Chapman v. Colvin

Filing 14

ORDER granting 9 Motion for Judgment on the Pleadings; denying 11 Motion for Judgment on the Pleadings. This matter is remanded to the Commissioner for further proceedings in accordance with this decision. Signed by Hon. Frank P. Geraci, Jr. on 1/27/2017. SO ORDERED. (SC) -CLERK TO FOLLOW UP-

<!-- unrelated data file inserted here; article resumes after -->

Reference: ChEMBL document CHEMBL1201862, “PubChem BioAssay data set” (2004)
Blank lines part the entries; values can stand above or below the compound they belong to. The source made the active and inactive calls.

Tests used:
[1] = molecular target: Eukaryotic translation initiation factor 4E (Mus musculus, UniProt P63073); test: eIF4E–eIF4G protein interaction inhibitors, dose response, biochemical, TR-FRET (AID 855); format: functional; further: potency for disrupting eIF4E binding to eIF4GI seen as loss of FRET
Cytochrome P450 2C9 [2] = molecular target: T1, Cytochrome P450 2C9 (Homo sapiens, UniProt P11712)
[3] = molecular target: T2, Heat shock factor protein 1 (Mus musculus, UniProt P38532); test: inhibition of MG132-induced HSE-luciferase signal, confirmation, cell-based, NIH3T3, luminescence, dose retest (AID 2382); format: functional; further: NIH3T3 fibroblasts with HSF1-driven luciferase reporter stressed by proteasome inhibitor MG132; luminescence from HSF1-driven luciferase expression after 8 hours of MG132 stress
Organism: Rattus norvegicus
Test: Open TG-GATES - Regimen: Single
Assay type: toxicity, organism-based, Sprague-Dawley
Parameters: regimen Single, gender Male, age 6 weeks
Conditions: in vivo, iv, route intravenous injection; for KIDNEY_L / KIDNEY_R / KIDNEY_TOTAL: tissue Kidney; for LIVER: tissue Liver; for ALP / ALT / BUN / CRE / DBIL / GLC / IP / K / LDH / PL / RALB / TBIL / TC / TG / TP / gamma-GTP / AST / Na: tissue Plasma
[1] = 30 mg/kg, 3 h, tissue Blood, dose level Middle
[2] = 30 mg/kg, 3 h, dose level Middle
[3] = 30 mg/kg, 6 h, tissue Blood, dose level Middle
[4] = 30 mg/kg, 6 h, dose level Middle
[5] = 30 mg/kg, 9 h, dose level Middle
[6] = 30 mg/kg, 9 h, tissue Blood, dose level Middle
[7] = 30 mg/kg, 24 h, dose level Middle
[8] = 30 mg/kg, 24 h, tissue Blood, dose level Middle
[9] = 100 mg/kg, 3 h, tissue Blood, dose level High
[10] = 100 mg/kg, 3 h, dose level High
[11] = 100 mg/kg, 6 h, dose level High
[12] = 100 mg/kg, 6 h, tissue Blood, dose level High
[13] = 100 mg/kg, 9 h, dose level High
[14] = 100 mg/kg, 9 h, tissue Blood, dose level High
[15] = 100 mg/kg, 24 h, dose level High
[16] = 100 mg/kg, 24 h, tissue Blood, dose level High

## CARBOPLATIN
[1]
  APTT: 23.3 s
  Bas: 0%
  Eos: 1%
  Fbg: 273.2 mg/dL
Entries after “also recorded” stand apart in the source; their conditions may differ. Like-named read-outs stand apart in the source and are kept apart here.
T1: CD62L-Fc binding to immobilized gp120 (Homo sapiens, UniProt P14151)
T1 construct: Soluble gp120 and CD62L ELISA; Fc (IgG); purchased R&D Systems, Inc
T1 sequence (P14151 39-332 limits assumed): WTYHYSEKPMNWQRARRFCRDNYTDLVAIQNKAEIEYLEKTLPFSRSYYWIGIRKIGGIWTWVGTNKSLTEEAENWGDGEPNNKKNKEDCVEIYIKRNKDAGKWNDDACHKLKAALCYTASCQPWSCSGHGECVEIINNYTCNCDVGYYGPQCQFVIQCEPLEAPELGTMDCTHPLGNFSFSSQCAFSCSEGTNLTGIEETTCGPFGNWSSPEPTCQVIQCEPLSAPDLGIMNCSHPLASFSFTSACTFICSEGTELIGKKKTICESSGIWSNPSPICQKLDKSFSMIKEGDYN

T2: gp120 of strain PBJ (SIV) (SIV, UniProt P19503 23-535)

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UNITED STATES DISTRICT COURT WESTERN DISTRICT OF NEW YORK ANGELA CHAPMAN, Plaintiff, Case # 15-CV-6523-FPG v. DECISION AND ORDER CAROLYN W. COLVIN, ACTING COMMISSIONER OF SOCIAL SECURITY, Defendant. Plaintiff Angela Chapman (“Chapman”) brought this action under Title XVI of the Social Security Act (“the Act”). 1 ECF No. 1. Chapman has asked this Court to review the Commissioner of Social Security’s (“the Commissioner”) decision denying her application for Supplemental Security Income (“SSI”). This Court has jurisdiction under 42 U.S.C. §§ 405(g), 1383(c)(3). Both parties have moved for judgment on the pleadings pursuant to Rule 12(c) of the Federal Rules of Civil Procedure. ECF Nos. 9, 11. For the reasons that follow, the Commissioner’s motion is DENIED and Plaintiff’s motion is GRANTED. BACKGROUND On September 13, 2012, Chapman protectively applied for SSI with the Social Security Administration (“the SSA”). Tr. 2 158-164, 173. In her application, Chapman alleged that she became disabled on October 1, 2010. Tr. 158, 199. She alleged that her disability resulted from fibromyalgia, thrombotic thrombocytopenic purpura, and depression. administrative level, the SSA denied Chapman’s application. 1 Tr. 199. At the initial Tr. 84-92. Following that On January 18, 2017, the Social Security Administration published a final rule announcing revisions to the Act that affect the provisions which govern the Court’s decision in this case. 20 C.F.R. §§ 404, 416 (2017). However, those revisions do not affect decisions on applications filed before March 27, 2017. Id. 2 References to “Tr.” are to the administrative record in this matter. 1 decision, Administrative Law Judge John P. Ramos (“the ALJ”) considered Chapman’s application de novo. Tr. 37-51. On April 2, 2014, the ALJ held a hearing (Tr. 56-83), and on June 20, 2014, he found that Chapman was not disabled within the meaning of the Act. Tr. 4051. That finding became the Commissioner’s final decision when the Appeals Council denied Chapman’s request for review. Tr. 1-4. On September 2, 2015, Chapman initiated this action. ECF No. 1. LEGAL STANDARD I. District Court Review “In reviewing a final decision of the SSA, this Court is limited to determining whether the SSA’s conclusions were supported by substantial evidence in the record and were based on a correct legal standard.” Talavera v. Astrue, 697 F.3d 145, 151 (2d Cir. 2012) (internal quotation marks omitted); see also 42 U.S.C. § 405(g). A decision by the Commissioner is “conclusive” under the Act if it is supported by substantial evidence. 42 U.S.C. § 405(g). “Substantial evidence means more than a mere scintilla. It means such relevant evidence as a reasonable mind might accept as adequate to support a conclusion.” Moran v. Astrue, 569 F.3d 108, 112 (2d Cir. 2009) (internal quotation marks omitted). It is not this Court’s function to “determine de novo whether [the claimant] is disabled.” Schaal v. Apfel, 134 F.3d 496, 501 (2d Cir. 1998) (internal quotation marks omitted). II. Disability Determination An ALJ must follow a five-step sequential evaluation to determine whether a claimant is disabled within the meaning of the Act. See 20 C.F.R. § 416.920. First, the ALJ must determine whether the claimant is engaged in substantial gainful work activity. See 20 C.F.R. § 416.920(a)(4)(i). If so, the claimant is not disabled. Id. If not, the ALJ proceeds to the second 2 step and determines whether the claimant has an impairment, or combination of impairments, that is “severe” within the meaning of the Act, meaning that it imposes significant restrictions on the claimant’s ability to perform basic work activities. 20 C.F.R. § 416.920(a)(4)(ii). If the claimant does not have a severe impairment or combination of impairments, the analysis concludes with a finding of “not disabled.” Id. If the claimant does, the ALJ continues to the third step. At step three, the ALJ examines whether a claimant’s impairment meets or medically equals the criteria of a listed impairment in 20 C.F.R. Part 404, Subpart P, Appendix 1 of the regulations (“the Listings”). If the impairment meets or medically equals the criteria of a Listing and meets the durational requirement (20 C.F.R. § 416.909), the claimant is disabled. If not, the ALJ determines the claimant’s residual functional capacity (“RFC”), which is the ability to perform physical or mental work activities on a sustained basis, notwithstanding limitations for the collective impairments. See 20 C.F.R. § 416.945(a)(1). The ALJ then proceeds to the fourth step and determines whether the claimant’s RFC permits him or her to perform the requirements of his or her past relevant work. 20 C.F.R. § 416.920(a)(4)(iv). If the claimant can perform such requirements, then he or she is not disabled. Id. If the claimant cannot perform the requirements of his or her past work, the ALJ proceeds to the fifth and final step. There the burden shifts to the Commissioner to show that the claimant is not disabled. Bush v. Shalala, 94 F.3d 40, 44-45 (2d Cir. 1996). To do so, the Commissioner must present evidence to demonstrate that the claimant “retains a residual functional capacity to perform alternative substantial gainful work” in light of his or her age, education, and work experience. See Rosa v. Callahan, 168 F.3d 72, 77 (2d Cir. 1999) (internal quotation marks omitted); see also 20 C.F.R. § 416.960(c)(1). To find that the claimant is not disabled, the ALJ 3 must be satisfied that a significant number of jobs which the claimant can perform exist in the national economy. 20 C.F.R. § 416.960(c)(2). DISCUSSION I. The ALJ’s Decision The ALJ’s decision analyzed Chapman’s application for benefits under the process described above. Tr. 40-51. At step one, the ALJ found that Chapman had not engaged in substantially gainful activity since September 13, 2012. Tr. 42. At step two, the ALJ found that Chapman suffers from four severe impairments: fibromyalgia, degenerative disc disease of the lumbar spine, depressive disorder, and anxiety disorder. Tr. 42-44. At step three, the ALJ found that none of Chapman’s impairments, alone or combined, meet or medically equal any impairment in the Listings. Tr. 44-46. For that reason, the ALJ proceeded to determine Chapman’s RFC. Tr. 46. In doing so, the ALJ considered Chapman’s testimony about her impairments, the objective medical evidence, and the opinions of five doctors. Tr. 46-49. Before crediting the doctors’ opinions, the ALJ assessed what weight to give them. Tr. 48-49. He gave the opinions of Justine Magurno, M.D., a consulting physician, and Sara Long, Ph.D., a consulting psychologist, who each examined Chapman once, “significant weight.” Tr. 48. Likewise, he gave the opinions of V. Reddy, Ph.D., a state agency psychologist who examined Chapman’s medical records, “significant weight.” Tr. 48. Conversely, he gave the opinions of Nadanaguru Akila, M.D., Chapman’s treating physician, and Satyavathy 4 Sarakanti, M.D., Chapman’s treating psychiatrist, “minimal weight.” 3 Tr. 49. With that in mind, the ALJ concluded that Chapman has the RFC to perform sedentary work. 4 Tr. 46. At step four, the ALJ found that Chapman has no past relevant work experience. Tr. 49. For that reason, he moved directly to the final step. Tr. 49. At step five, the ALJ considered Chapman’s age, education, work experience, and RFC and concluded that jobs Chapman can perform exist in significant numbers in the national economy. Tr. 50-51. On that basis, the ALJ concluded that Chapman is not disabled under the Act. Tr. 51. II. Analysis Chapman argues that the ALJ erred by failing to give proper weight to the opinion of her treating psychiatrist. 5 ECF No. 9, at 12-24. Specifically, Chapman claims that the ALJ violated the treating physician rule when he assigned “minimal weight” to Dr. Sarakanti’s opinion in determining her RFC. Id. at 13. The Commissioner responds that the ALJ did not violate the treating physician rule because, though he did give minimal weight to Dr. Sarakanti’s opinion, he gave “good reasons” for doing so. ECF No. 11, at 12-14. The treating physician rule is “a series of regulations set forth by the Commissioner . . . detailing the weight to be accorded a treating physician’s opinion.” De Roman v. Barnhart, No. 03-CV-0075, 2003 WL 21511160, at *9 (S.D.N.Y. July 2, 2003). Under the treating physician rule, the ALJ must give controlling weight to a treating physician’s opinion regarding the “nature 3 The ALJ did stray from these general weight assignments at times. For instance, he gave Dr. Magurno’s opinion that Chapman should wholly avoid environmental irritants like dust and fumes “reduced weight.” Tr. 48. He also gave Dr. Akila’s opinions regarding Chapman’s postural and environmental limitations “reduced weight” instead of “minimal weight.” Tr. 49. 4 “Sedentary work involves lifting no more than 10 pounds at a time and occasionally lifting or carrying articles like docket files, ledgers, and small tools. Although a sedentary job is defined as one which involves sitting, a certain amount of walking and standing is often necessary in carrying out job duties. Jobs are sedentary if walking and standing are required occasionally and other sedentary criteria are met.” 20 C.F.R. § 416.967(a). 5 Chapman challenges the ALJ’s decision on other grounds, but this Court declines to reach those claims. Chapman’s argument that the ALJ failed to give proper weight to the opinion of her treating physician is sufficient to dispose of this matter. 5 and severity” of the claimant’s impairments when that opinion is “well-supported by medically acceptable clinical and laboratory diagnostic techniques and is not inconsistent with the other substantial evidence in [the] record.” 20 C.F.R. § 416.927(c)(2). The rule affords deference to treating physicians because they are “most able to provide a detailed, longitudinal picture of [the claimant’s] medical impairment(s)” and bring “a unique perspective to the medical evidence that cannot be obtained from the objective medical findings alone or from reports of individual examinations.” Id. Consistent with that principle, “[t]he regulations provide progressively more rigorous tests for weighing opinions as the ties between the source of the opinion and the individual become weaker.” SSR 96-6P, 1996 WL 374180 (July 2, 1996), cited with approval in Richardson v. Astrue, No. 09-CV-1941, 2009 WL 4793994, *7 (S.D.N.Y. Dec. 14, 2009). To that end, “[t]he opinions of physicians or psychologists who do not have a treatment relationship with the [claimant] are weighed by stricter standards, based to a greater degree on medical evidence, qualifications, and explanations for the opinions, than are required of treating sources.” Id. That principle applies with even greater force where, as here, the claimant suffers from mental impairments: “[b]ecause mental disabilities are difficult to diagnose without subjective, in-person examination, the treating physician rule is particularly important in the context of mental health.” See Canales v. Comm’r of Soc. Sec., 698 F. Supp. 2d 335, 342 (E.D.N.Y. 2010). That is not to say an ALJ may never discount the opinion of a treating physician. See 20 C.F.R. § 416.927(c) (“Regardless of its source, we will evaluate every medical opinion we receive.”). As noted above, a treating physician’s opinion is only entitled to controlling weight if it is (1) “well-supported by medically acceptable clinical and laboratory diagnostic techniques” and (2) “not inconsistent with the other substantial evidence in [the] record.” 20 C.F.R. § 6 416.927(c)(2). But even if an ALJ finds a treating physician’s opinion does not satisfy both deference-triggering requirements, he or she may not summarily dismiss it. See id. The Act identifies factors that the ALJ must consider in determining how much weight to give such an opinion. Id. Those factors include the length, nature and extent of the treatment relationship, the frequency of examination, the evidence in support of the treating physician's opinion, the consistency of the opinion with the record as a whole, and whether the opinion is from a specialist. 20 C.F.R. §§ 416.927(c)(2)(i)-(ii), (c)(3)-(6). Further, in addressing those factors, the ALJ must “comprehensively set forth [his or her] reasons for the weight assigned.” Halloran v. Barnhart, 362 F.3d 28, 33 (2d Cir. 2004); see also 20 C.F.R. § 416.927(c)(2) (“We will always give good reasons in our notice of determination or decision for the weight we give [the claimant's] treating source's opinion.”). Regardless of the weight assigned to the physicians’ opinions, the ALJ must not substitute his or her “own assessment of the relative merits of the objective evidence and subjective complaints for that of a treating physician.” Garcia v. Barnhart, No. 07-CV-534, 2003 WL 68040, at *7 (S.D.N.Y. Jan. 7, 2003). Here, the ALJ gave “minimal weight” to Dr. Sarakanti’s opinions regarding Chapman’s mental impairments. Tr. 49. Dr. Sarakanti has treated Chapman for mental health and psychiatric impairments at least twice per month since May 2013, and in the course of those treatments she diagnosed Chapman with panic disorder with agoraphobia and depressive disorder. Tr. 299-300. On December 13, 2013, Dr. Sarakanti completed a Mental Residual Functional Capacity Questionnaire. Tr. 298-303. There, Dr. Sarakanti noted that Chapman “demonstrates severe anxiety symptoms and panic attacks in public,” “also demonstrates obsessive compulsive behaviors which impact her daily functioning and cause interruptions and delays in her completing and following through with tasks,” and “would likely demonstrate 7 severe decompensation if she [had] to be in a public setting for any length of time.” Tr. 303. Dr. Sarakanti also indicated that Chapman has little or no ability to maintain regular attendance, complete a normal workday or week without interruptions from psychologically based symptoms, or work appropriately with others. Id. Regarding Chapman’s prognosis, Dr. Sarakanti stated that Chapman “has medical issues which interfere with her ability to take certain psychotropic medications that would prove to be most beneficial for symptom management.” Tr. 300. For that reason, Dr. Sarakanti characterized that Chapman’s prognosis as “poor to fair.” Id. Despite Dr. Sarakanti’s history with Chapman, the ALJ gave her opinion regarding Chapman’s mental health impairments “minimal weight.” That decision compels remand for two reasons. First, the ALJ’s decision fails to provide “good reasons” for giving Dr. Sarakanti’s opinion less than controlling weight. Second, even if Dr. Sarakanti’s opinion was entitled to something less than controlling weight, the ALJ’s decision fails to address several of the factors that the Act requires an ALJ to address to determine what weight to give a treating physician’s opinion. 1. The ALJ Did Not Provide “Good Reasons” for Giving Dr. Sarakanti’s Opinion Less than Controlling Weight. The ALJ gave Dr. Sarakanti’s opinion less than controlling weight because he found that substantial evidence in the record contracted Dr. Sarakanti’s opinion. Tr. 49. In particular, the ALJ found that the opinions of Drs. Akila and Long, Chapman’s Global Assessment of Functioning (“GAF”) score, and a number of other details pulled from the record undermined Dr. Sarakanti’s opinion. Tr. 49. The Court disagrees. 8 a. Dr. Akila’s Opinion Dr. Akila’s opinion is not a “good reason” to discredit Dr. Sarakanti’s opinion. As an initial matter, the ALJ found that Dr. Akila’s opinion was entitled to only “minimal weight.” Tr. 49. Specifically, the ALJ afforded Dr. Akila’s opinion regarding Chapman’s mental impairments—the portion of his opinion corresponding to Dr. Sarakanti’s opinion—minimal weight. Tr. 49. (“The undersigned gives minimal weight to primary care physician Dr. Akila’s opinions regarding [Chapman’s] mental work-related functional limitations, because they are not consistent with the overall evidence . . . .”). Without distinguishing the minimal weight assigned to Dr. Akila’s opinion from the minimal weight assigned to Dr. Sarakanti’s, the ALJ then used Dr. Akila’s opinion as a reason to discount Dr. Sarakanti’s opinion. Tr. 49. That inconsistency gives the Court pause. Cf. Salisbury v. Colvin, No. 13-CV-2805, 2015 WL 5458816, at *36 (S.D.N.Y. Sept. 21, 2015) (noting “a subtly insidious incongruit[y]” where an ALJ dismissed one physician’s work-related assessment because that physician was not a vocational expert but heavily relied on the work-related assessment of another physician who was also not a vocational expert). Even setting that aside, the ALJ’s premise—that Dr. Akila’s opinion is inconsistent with Dr. Sarakanti’s—is incorrect. Dr. Akila’s opinion is consistent with Dr. Sarakanti’s. To illustrate, Dr. Sarakanti found that Chapman’s mental impairments leave her with poor to no ability to use public transportation. Tr. 299, 714. Similarly, Dr. Akila found that she unable to use public transportation. Tr. 490. Dr. Sarakanti found that Chapman’s ability to interact appropriately with the general public is “fair.” Tr. 299. Similarly, Dr. Akila found that Chapman’s inability to interact appropriately with the public is “marked.” Tr. 493. Dr. Sarakanti found that Chapman’s ability to understand and remember simple instructions is 9 “good.” Tr. 301. Similarly, Dr. Akila found that Chapman’s inability to understand and remember simple instructions is “moderate.” Tr. 492. To be sure, the two doctors completed different forms, which asked them different questions, and relied on different scales. Compare Tr. 492-94 (asking Dr. Akila to label Chapman’s inability to perform a certain function as “none,” “mild,” “moderate,” “marked,” or “extreme”), with Tr. 299-303 (asking Dr. Sarakanti to label Chapman’s ability to perform a certain function as “unlimited or very good,” “good,” “fair,” or “poor to none”), and Tr. 714-17 (same). Necessarily, their responses are not identical. But that does not mean that they are inconsistent. If anything, the occasional difference between Dr. Sarakanti’s opinion of Chapman’s mental impairments and Dr. Akila’s is one of minor degree and not substance. Compare Tr. 493 (finding Chapman has a “moderate” inability to interact appropriately with coworkers), with Tr. 301 (finding Chapman has a “poor” ability to interact with co-workers). At any rate, Dr. Akila himself did not consider his conclusions to be inconsistent with Dr. Sarakanti’s: when asked to identify factors that support his assessment of Chapman’s mental impairments, Dr. Akila cited Dr. Sarakanti’s opinion. Tr. 493. Accordingly, Dr. Akila’s opinion does not amount to substantial, inconsistent evidence. b. Details from the Record The few details that the ALJ pulled from the record to discredit Dr. Sarakanti’s opinion do not amount to “good reasons.” For evidence contradicting Dr. Sarakanti’s opinion, the ALJ pointed to Chapman’s “one friend and good family relationships,” her appropriate interactions “with medical personnel during examinations,” that she once “attended her daughters’ church play,” that she “keeps herself busy by caring for her three children at home” and tends “to do for everyone at the expense of herself,” and that “she has been devoting more time to working on 10 crafts.” Tr. 49. The Commissioner characterizes this list as “a litany of factors that contradicted Dr. Sarakanti’s pessimistic assessment of [Chapman’s] functional capabilities.” ECF No. 11, at 14. That “litany of factors” does not survive inspection. The ALJ’s list of contradicting evidence is problematic because it highlights isolated instances of Chapman’s ability to function in society while ignoring evidence that tends to demonstrate Chapman’s impairments. Trumpower v. Colvin, No. 13-CV-6661, 2015 WL 162991, at *17 (W.D.N.Y. Jan. 13, 2015) (“[An ALJ] cannot pick and choose evidence that supports a particular conclusion.”). It is again problematic because in putting this list together, the ALJ pulled facts from Dr. Sarakanti’s notes and simply came to his own contradictory conclusion about them. Calzada v. Astrue, 753 F. Supp. 2d 250, 277 (S.D.N.Y. 2010) (“An ALJ must not substitute his own assessment of the relative merits of the objective evidence . . . for that of a treating physician.”). But even setting those issues aside, the ALJ’s list of contradicting evidence is problematic because the details that the ALJ highlights do not actually contradict Dr. Sarakanti’s opinion. To begin, maintaining a single friendship and good family relationships does not necessarily undercut Dr. Sarakanti’s opinion that Chapman has social limitations. See Rodriguez v. Astrue, No. 07-CV-534, 2009 WL 637154, at *22 (S.D.N.Y. Mar. 9, 2009) (“[T]he ability to get along with family and friends does not necessarily mean a person is not limited in social functioning generally.”). The same is true of Chapman’s ability to act appropriately with medical personnel in medical settings: that Chapman can respond appropriately to doctors in controlled, medical settings does not necessarily contradict Dr. Sarakanti’s conclusion that Chapman’s ability to interact appropriately with the general public is between “fair,” Tr. 299, and “poor.” Tr. 714. But cf. Lovell v. Colvin, 137 F. Supp. 3d 347, 352 (W.D.N.Y. 2015) 11 (finding the claimant’s ability to interact appropriately with medical personnel, among other things, indicated that the claimant had “no more than moderate difficulties in social functioning”). Regarding Chapman’s attendance at her daughters’ church play, the fact that the ALJ could find in the medical records only one instance of Chapman going out in public is more telling than that single instance itself. In fact, the medical records frequently mention her inability to leave her house. See, e.g., Tr. 634 (“[Chapman] struggles to get out of the house.”); Tr. 639 (“She typically spends most of her time in the house, with the doors locked, and the shades drawn . . . .”); Tr. 647 (“She is now sitting at home in the dark most days, secluding herself to her room . . . .”); Tr. 645 (“She continues to isolate herself in the house.”). Finally, that Chapman “keeps herself busy by caring for her three children at home” and that “she has been devoting more time to working on crafts” has no logical connection to her social functioning. For those reasons, the ALJ’s “litany of factors” does not amount to substantial inconsistent evidence. c. Chapman’s GAF Score The ALJ identified Chapman’s GAF score as a point of conflict, but that too is insufficient. “A GAF score between fifty-one and sixty indicates moderate symptoms or moderate difficulty in social, occupational or school functioning.” Laracuente v. Colvin, No. 15CV-9583, 2016 WL 4004680, at *11 n.2 (S.D.N.Y. July 26, 2016) (citing AM. PSYCHIATRIC ASS’N, DIAGNOSTIC AND STATISTICAL MANUAL OF MENTAL DISORDERS 34 (4th ed. rev. 2000)). Chapman’s GAF score is 56. Tr. 637. In contrast, Dr. Sarakanti describes significant social and occupational impairments. See, e.g., Tr. 302 (“Angela demonstrates severe anxiety symptoms 12 and panic attacks in public.”). Though Dr. Sarakanti’s opinion seems inconsistent with Chapman’s GAF score, that inconsistency is not as important as it might seem. In the context of SSI, GAF scores are of limited value. “[A]s a global reference intended to aid in treatment, a GAF score does not . . . necessarily reveal a particular type of limitation and is not an assessment of a claimant's ability to work.” Beck v. Colvin, No. 13–CV–6014, 2014 WL 1837611, at *10 (W.D.N.Y. May 8, 2014) (internal quotation marks omitted) (noting that, “[t]o the extent the ALJ rejected [a treating physician’s opinion] as incompatible with [a] GAF score,” the ALJ “failed to explain why a single GAF score, which is a generalized assessment, superseded [the treating physician’s] more precise opinion”). Moreover, the literature regarding the GAF scale indicates a general lack of reliability. See I.H. Monrad Aas, Global Assesment of Functioning (GAF): Properties and Frontier of Current Knowledge, ANNALS OF GENERAL PSYCHIATRY, May 7, 2010, http://annals-general- (reviewing relevant literature and concluding that it indicated insufficient reliability in clinical settings as well as a lack of precision). Indeed, the Psychiatric Association removed the GAF scale from the Fifth Edition of the Diagnostic and Statistical Manual of Mental Disorders. See AM. PSYCHIATRIC ASS’N, DIAGNOSTIC AND STATISTICAL MANUAL OF MENTAL DISORDERS 16 (5th ed. rev. 2013). But even if Chapman’s GAF score was a reliable assessment of her ability to work, “[t]he ALJ . . . is not permitted to ‘rely on any test score alone.’ ” Walterich v. Astrue, 578 F. Supp. 2d 482, 513 (W.D.N.Y. 2008) (quoting 20 C.F.R. § 416.926a(e)(4)(i)). On that basis, Chapman’s GAF score does not amount to substantial evidence inconsistent with Dr. Sarakanti’s opinion. 13 d. Dr. Long’s Opinion Finally, Dr. Long’s opinion alone cannot discredit Dr. Sarakanti’s. In contrast to his view of Dr. Sarakanti’s opinion, the ALJ gave Dr. Long’s opinion—rendered in 2012, prior to the commencement of Chapman’s mental health treatment—significant weight. Tr. 48. He did so because of Dr. Long’s “programmatic expertise and the relative consistency of [her] opinions with the medical evidence.” Tr. 48. He then gave Dr. Sarakanti’s opinion minimal weight, at least in part, because it conflicts with Dr. Long’s. Tr. 49. That distribution of authority “turns the treating-physician rule on its head.” Rodriguez, 2009 WL 637154, at *25. The treating physician rule, at its most fundamental level, tips the scales in favor of a treating physician’s opinion. See id. (“The regulations and case law rest on the premise that a doctor who personally treats a claimant, and in particular a doctor who has a long-term treating relationship with the claimant, is likely to have a better understanding of her condition than a doctor who only examines her on one occasion.”). Though the treating physician rule can be overcome, “[n]ot all expert opinions rise to the level of evidence that is sufficiently substantial to undermine the opinion of the treating physician.” Burgess v. Astrue, 537 F.3d 117, 128 (2d Cir. 2008). Particularly in the context of mental health, the opinion of a treating physician deserves more respect than that of a consulting physician. See Rodriguez, 2009 WL 637154, at *26 (“The mandate of the treating-physician rule to give greater weight to the opinions of doctors who have a relationship with a plaintiff is particularly important in the mental-health context.”); see also Westphal v. Eastman Kodak Co., No. 05-CV-1720380, 2006 WL 1720380, at *4–5 (W.D.N.Y. June 21, 2006) (“Because of the inherent subjectivity of a psychiatric diagnosis, and because a proper diagnosis requires a personal evaluation of the patient's credibility and affect, it is the 14 preferred practice that a psychiatric diagnosis be made based upon a personal interview with the patient.”). Chapman has seen Dr. Sarakanti twice a month since May 2013. Tr. 300. Dr. Long examined Chapman once. Tr. 278-81. The treating physician rule mandates that Dr. Sarakanti’s relationship with Chapman takes precedence over Dr. Long’s “programmatic expertise.” See Rodriguez, 2009 WL 637154, at *26 (finding that the spirit of the treating physician rule requires an ALJ to give more weight to an examining physician’s opinion than to the opinion of a nonexamining physician, even where the non-examining physician has programmatic expertise). With that in mind, Dr. Long’s opinion, without more, cannot establish sufficient evidence to overcome the treating physician rule. 2. The ALJ Failed to Adequately Address the Factors for Determining What Weight to Give a Treating Physician’s Opinion. Even if the ALJ provided “good reasons” for giving Dr. Sarakanti’s opinion less than controlling weight, remand is still required because he failed to address all of the factors that the Act requires an ALJ to consider when deciding what weight to give a treating physician’s opinion. When an ALJ finds a treating physician’s opinion is not entitled to controlling weight, the Act requires the ALJ to consider several factors. See 20 C.F.R. § 416.927(c)(2); see also Richardson, 2009 WL 4793994, at *9. Those factors include the length of time that the physician has been treating the claimant, the nature and extent of the physician’s relationship with the claimant, the amount of evidence the physician presents in support of his or her opinion, whether the physician is a specialist, and the consistency of the physician’s opinion with other medical evidence in the record. 20 C.F.R. §§ 416.927(c)(2)(i)-(ii), (c)(3)-(6). An ALJ must not only consider those factors in the course of his or her decision-making process, the ALJ must also demonstrate that consideration in his or her written decision by “comprehensively set[ting] 15 forth [his or her] reasons for the weight assigned.” Halloran, 362 F.3d at 33. Failure to address all of the factors compels remand. Schaal, 134 F.3d at 504. Here, the ALJ addressed only two of the five factors. As discussed above, the ALJ considered the consistency of Dr. Sarakanti’s opinion with the other medical evidence and opinions in the record. Tr. 49. The ALJ also noted that Chapman did not receive “specialized mental health treatment until May 2013.” Tr. 49. But the ALJ did not address the nature and extent of Chapman’s relationship with Dr. Sarakanti. He also failed to mention that Dr. Sarakanti is a specialist in psychiatry. Lastly, he did not discuss any of the evidence that Dr. Sarakanti presented to support her opinion. For these reasons, remand is required. Schaal, 134 F.3d at 504. CONCLUSION The Commissioner’s Motion for Judgment on the Pleadings (ECF No. 11) is DENIED and Plaintiff’s Motion for Judgment on the Pleadings (ECF No. 9) is GRANTED. This matter is REMANDED to the Commissioner for further proceedings in accordance with this decision. IT IS SO ORDERED. Dated: January 27, 2017 Rochester, New York ______________________________________ HON. FRANK P. GERACI, JR. Chief Judge United States District Court 16